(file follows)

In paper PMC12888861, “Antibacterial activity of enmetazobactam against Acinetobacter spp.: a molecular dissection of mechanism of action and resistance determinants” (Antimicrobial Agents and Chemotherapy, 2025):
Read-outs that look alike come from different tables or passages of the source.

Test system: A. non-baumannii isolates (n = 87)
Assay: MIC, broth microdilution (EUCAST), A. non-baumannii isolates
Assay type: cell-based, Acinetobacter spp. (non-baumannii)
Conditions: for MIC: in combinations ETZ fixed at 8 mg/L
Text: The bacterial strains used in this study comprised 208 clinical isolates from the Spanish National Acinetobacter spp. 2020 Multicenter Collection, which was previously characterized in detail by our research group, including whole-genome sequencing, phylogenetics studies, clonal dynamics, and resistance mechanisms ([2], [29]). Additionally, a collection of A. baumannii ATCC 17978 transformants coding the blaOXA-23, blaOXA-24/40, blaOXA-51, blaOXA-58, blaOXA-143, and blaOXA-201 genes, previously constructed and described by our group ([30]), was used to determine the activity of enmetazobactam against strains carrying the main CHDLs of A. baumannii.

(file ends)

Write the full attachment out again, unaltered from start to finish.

In paper PMC12888861, “Antibacterial activity of enmetazobactam against Acinetobacter spp.: a molecular dissection of mechanism of action and resistance determinants” (Antimicrobial Agents and Chemotherapy, 2025):
Read-outs that look alike come from different tables or passages of the source.

Test system: A. non-baumannii isolates (n = 87)
Assay: MIC, broth microdilution (EUCAST), A. non-baumannii isolates
Assay type: cell-based, Acinetobacter spp. (non-baumannii)
Conditions: for MIC: in combinations ETZ fixed at 8 mg/L
Text: The bacterial strains used in this study comprised 208 clinical isolates from the Spanish National Acinetobacter spp. 2020 Multicenter Collection, which was previously characterized in detail by our research group, including whole-genome sequencing, phylogenetics studies, clonal dynamics, and resistance mechanisms ([2], [29]). Additionally, a collection of A. baumannii ATCC 17978 transformants coding the blaOXA-23, blaOXA-24/40, blaOXA-51, blaOXA-58, blaOXA-143, and blaOXA-201 genes, previously constructed and described by our group ([30]), was used to determine the activity of enmetazobactam against strains carrying the main CHDLs of A. baumannii.